Non-profit uses machine learning and solar energy to protect the rainforest

March 23, 2018 by  
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San Francisco-based non-profit Rainforest Connection has created a unique, technologically advanced system to defend the rainforests of Brazil . The high-tech protection system incorporates machine learning and solar energy to operate sensor devices called Guardians that listen to the rainforest and send real-time messages if illegal logging activity is detected. Built out of modified cellphones, the Guardians are placed high in the canopy. The solar panels mitigate the need for battery changes or maintenance. With assistance from Google, Rainforest Connection has focused their efforts on the Amazon Rainforest in Pará, northern Brazil, where they have also collaborated with the local Tembé people, who are defending their homeland from encroaching logging. About 30 members of the Tembé people regularly patrol the forest to repel illegal loggers. Even with refined knowledge of the local environment, the Amazon Rainforest is difficult for anyone to navigate. Up in the canopy, the Guardians capture sounds, which are then sent to Rainforest Connection. The company recently announced it will be using Google’s TensorFlow tool, which facilitates the use of machine-learning software by other companies. The sounds are then analyzed so that the location and origin of the sounds can be determined. Related: Giant curtain built in Peru to study climate change in the cloud forests “The people on the ground, they’re the solution,” said Rainforest Connection founder and CEO Topher White. “They’re the ones who can fight off deforestation . But technology can play a really big part in helping them do it more safely and more effectively.” Rainforest Connection intends to provide services for those who live in rainforests and other ecological treasures all across the world. Communities equipped with the tools they need to thrive are more resilient.”The system pinpoints exactly where the problem is, so we no longer need to spend months patrolling the land like we used to,” said Chief Ednaldo Tembé . “That means we have more time for our culture, for our family, and for our survival.” Via Gizmodo Images via Google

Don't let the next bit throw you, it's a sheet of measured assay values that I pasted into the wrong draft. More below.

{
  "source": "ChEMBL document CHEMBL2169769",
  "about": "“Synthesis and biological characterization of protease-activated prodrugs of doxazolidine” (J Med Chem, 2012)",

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This adventurous couple revamped an old Airstream into a dream house on wheels

March 23, 2018 by  
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Many people purchase items on eBay–but only a few decide to live in them. When Atlanta-based couple Sheena and Joe stumbled upon an old Airstream  for sale on eBay, they decided to transform it into a home on wheels perfect for avid travelers like themselves. They revamped the Airstream and had it road-ready 10 months later. The original owners intended to use the trailer as a retirement home, but their plans fell through, leaving the Airstream in storage for eight years. After Sheena and Joe purchased it, they affectionately named it Mavis and set about turning it into a mobile living space. Related: Airstream unveils new off-grid ready Globetrotter trailer The couple renovated the structure, including the plumbing and electrical work, themselves. They also included two dedicated work areas and relocated the bedroom from the rear to the front of the trailer, which receives the most sunlight during the day. They added wood accents to the walls and countertops and designed the space in a minimalist Scandinavian style. Ample storage spaces are hidden under the sofa and bed, as well as under the refrigerator. Because of the lack of space, the couple learned to make every inch count and have everything inside serve a purpose. Related: Apollo 70 Airstream trailer renovated as an amazing “green” cocktail bar on wheels Sheena and Joe have already tested the road-readiness of the trailer by traveling through the western part of the United States. They plan to continue using the trailer while traveling and, eventually, to build a small solar-powered container home , with a special place in the backyard for Mavis. + Mavis the Airstream Via Dwell